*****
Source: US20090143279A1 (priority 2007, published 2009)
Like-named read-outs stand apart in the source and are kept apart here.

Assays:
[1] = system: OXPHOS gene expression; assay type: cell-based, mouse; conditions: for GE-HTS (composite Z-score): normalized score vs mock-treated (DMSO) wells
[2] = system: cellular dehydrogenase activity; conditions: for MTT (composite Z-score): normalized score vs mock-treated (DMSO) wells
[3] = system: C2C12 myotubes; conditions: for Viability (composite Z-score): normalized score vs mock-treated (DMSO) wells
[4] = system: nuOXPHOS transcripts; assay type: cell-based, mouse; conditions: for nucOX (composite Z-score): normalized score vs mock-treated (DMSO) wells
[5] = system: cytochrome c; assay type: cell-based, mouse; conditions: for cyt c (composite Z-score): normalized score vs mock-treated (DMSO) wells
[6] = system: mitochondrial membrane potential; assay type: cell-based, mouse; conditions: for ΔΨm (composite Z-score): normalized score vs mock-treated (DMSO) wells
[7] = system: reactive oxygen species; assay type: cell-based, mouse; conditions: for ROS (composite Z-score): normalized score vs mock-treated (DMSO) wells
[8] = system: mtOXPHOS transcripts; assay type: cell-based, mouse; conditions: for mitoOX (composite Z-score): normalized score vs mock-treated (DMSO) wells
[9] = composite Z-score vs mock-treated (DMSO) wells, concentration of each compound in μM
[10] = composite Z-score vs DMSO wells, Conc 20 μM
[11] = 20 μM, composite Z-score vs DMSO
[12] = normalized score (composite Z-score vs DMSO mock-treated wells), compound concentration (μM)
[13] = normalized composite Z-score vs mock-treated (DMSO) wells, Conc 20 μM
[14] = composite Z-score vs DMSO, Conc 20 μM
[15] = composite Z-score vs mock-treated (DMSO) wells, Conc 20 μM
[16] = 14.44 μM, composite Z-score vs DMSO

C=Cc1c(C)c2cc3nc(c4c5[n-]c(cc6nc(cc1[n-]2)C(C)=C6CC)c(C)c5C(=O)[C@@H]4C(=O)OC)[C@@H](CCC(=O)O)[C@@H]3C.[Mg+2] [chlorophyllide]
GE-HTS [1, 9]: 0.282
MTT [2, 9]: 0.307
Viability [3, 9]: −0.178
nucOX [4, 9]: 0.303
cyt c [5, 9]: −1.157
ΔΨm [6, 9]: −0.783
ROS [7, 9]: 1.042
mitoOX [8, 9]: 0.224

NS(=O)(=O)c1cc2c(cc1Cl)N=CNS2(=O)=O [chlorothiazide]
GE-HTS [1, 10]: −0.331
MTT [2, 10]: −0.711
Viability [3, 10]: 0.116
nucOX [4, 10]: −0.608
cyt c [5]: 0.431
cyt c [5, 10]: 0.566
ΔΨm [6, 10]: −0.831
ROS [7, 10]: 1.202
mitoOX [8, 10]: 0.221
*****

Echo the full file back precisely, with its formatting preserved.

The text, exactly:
Source: US20090143279A1 (priority 2007, published 2009)
Like-named read-outs stand apart in the source and are kept apart here.

Assays:
[1] = system: OXPHOS gene expression; assay type: cell-based, mouse; conditions: for GE-HTS (composite Z-score): normalized score vs mock-treated (DMSO) wells
[2] = system: cellular dehydrogenase activity; conditions: for MTT (composite Z-score): normalized score vs mock-treated (DMSO) wells
[3] = system: C2C12 myotubes; conditions: for Viability (composite Z-score): normalized score vs mock-treated (DMSO) wells
[4] = system: nuOXPHOS transcripts; assay type: cell-based, mouse; conditions: for nucOX (composite Z-score): normalized score vs mock-treated (DMSO) wells
[5] = system: cytochrome c; assay type: cell-based, mouse; conditions: for cyt c (composite Z-score): normalized score vs mock-treated (DMSO) wells
[6] = system: mitochondrial membrane potential; assay type: cell-based, mouse; conditions: for ΔΨm (composite Z-score): normalized score vs mock-treated (DMSO) wells
[7] = system: reactive oxygen species; assay type: cell-based, mouse; conditions: for ROS (composite Z-score): normalized score vs mock-treated (DMSO) wells
[8] = system: mtOXPHOS transcripts; assay type: cell-based, mouse; conditions: for mitoOX (composite Z-score): normalized score vs mock-treated (DMSO) wells
[9] = composite Z-score vs mock-treated (DMSO) wells, concentration of each compound in μM
[10] = composite Z-score vs DMSO wells, Conc 20 μM
[11] = 20 μM, composite Z-score vs DMSO
[12] = normalized score (composite Z-score vs DMSO mock-treated wells), compound concentration (μM)
[13] = normalized composite Z-score vs mock-treated (DMSO) wells, Conc 20 μM
[14] = composite Z-score vs DMSO, Conc 20 μM
[15] = composite Z-score vs mock-treated (DMSO) wells, Conc 20 μM
[16] = 14.44 μM, composite Z-score vs DMSO

C=Cc1c(C)c2cc3nc(c4c5[n-]c(cc6nc(cc1[n-]2)C(C)=C6CC)c(C)c5C(=O)[C@@H]4C(=O)OC)[C@@H](CCC(=O)O)[C@@H]3C.[Mg+2] [chlorophyllide]
GE-HTS [1, 9]: 0.282
MTT [2, 9]: 0.307
Viability [3, 9]: −0.178
nucOX [4, 9]: 0.303
cyt c [5, 9]: −1.157
ΔΨm [6, 9]: −0.783
ROS [7, 9]: 1.042
mitoOX [8, 9]: 0.224

NS(=O)(=O)c1cc2c(cc1Cl)N=CNS2(=O)=O [chlorothiazide]
GE-HTS [1, 10]: −0.331
MTT [2, 10]: −0.711
Viability [3, 10]: 0.116
nucOX [4, 10]: −0.608
cyt c [5]: 0.431
cyt c [5, 10]: 0.566
ΔΨm [6, 10]: −0.831
ROS [7, 10]: 1.202
mitoOX [8, 10]: 0.221